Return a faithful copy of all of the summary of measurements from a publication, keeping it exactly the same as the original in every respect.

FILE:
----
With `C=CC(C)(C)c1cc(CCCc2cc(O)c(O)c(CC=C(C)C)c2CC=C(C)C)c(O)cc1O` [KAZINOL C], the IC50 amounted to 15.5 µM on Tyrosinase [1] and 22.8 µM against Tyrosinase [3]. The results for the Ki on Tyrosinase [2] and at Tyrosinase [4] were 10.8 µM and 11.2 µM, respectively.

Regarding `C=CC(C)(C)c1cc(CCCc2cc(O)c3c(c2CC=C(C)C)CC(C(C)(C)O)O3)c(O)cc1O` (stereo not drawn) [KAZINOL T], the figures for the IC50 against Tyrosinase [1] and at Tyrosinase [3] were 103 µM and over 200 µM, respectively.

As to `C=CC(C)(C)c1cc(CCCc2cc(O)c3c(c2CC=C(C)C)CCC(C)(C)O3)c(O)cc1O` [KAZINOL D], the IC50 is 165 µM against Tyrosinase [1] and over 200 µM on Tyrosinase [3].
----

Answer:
With `C=CC(C)(C)c1cc(CCCc2cc(O)c(O)c(CC=C(C)C)c2CC=C(C)C)c(O)cc1O` [KAZINOL C], the IC50 amounted to 15.5 µM on Tyrosinase [1] and 22.8 µM against Tyrosinase [3]. The results for the Ki on Tyrosinase [2] and at Tyrosinase [4] were 10.8 µM and 11.2 µM, respectively.

Regarding `C=CC(C)(C)c1cc(CCCc2cc(O)c3c(c2CC=C(C)C)CC(C(C)(C)O)O3)c(O)cc1O` (stereo not drawn) [KAZINOL T], the figures for the IC50 against Tyrosinase [1] and at Tyrosinase [3] were 103 µM and over 200 µM, respectively.

As to `C=CC(C)(C)c1cc(CCCc2cc(O)c3c(c2CC=C(C)C)CCC(C)(C)O3)c(O)cc1O` [KAZINOL D], the IC50 is 165 µM against Tyrosinase [1] and over 200 µM on Tyrosinase [3].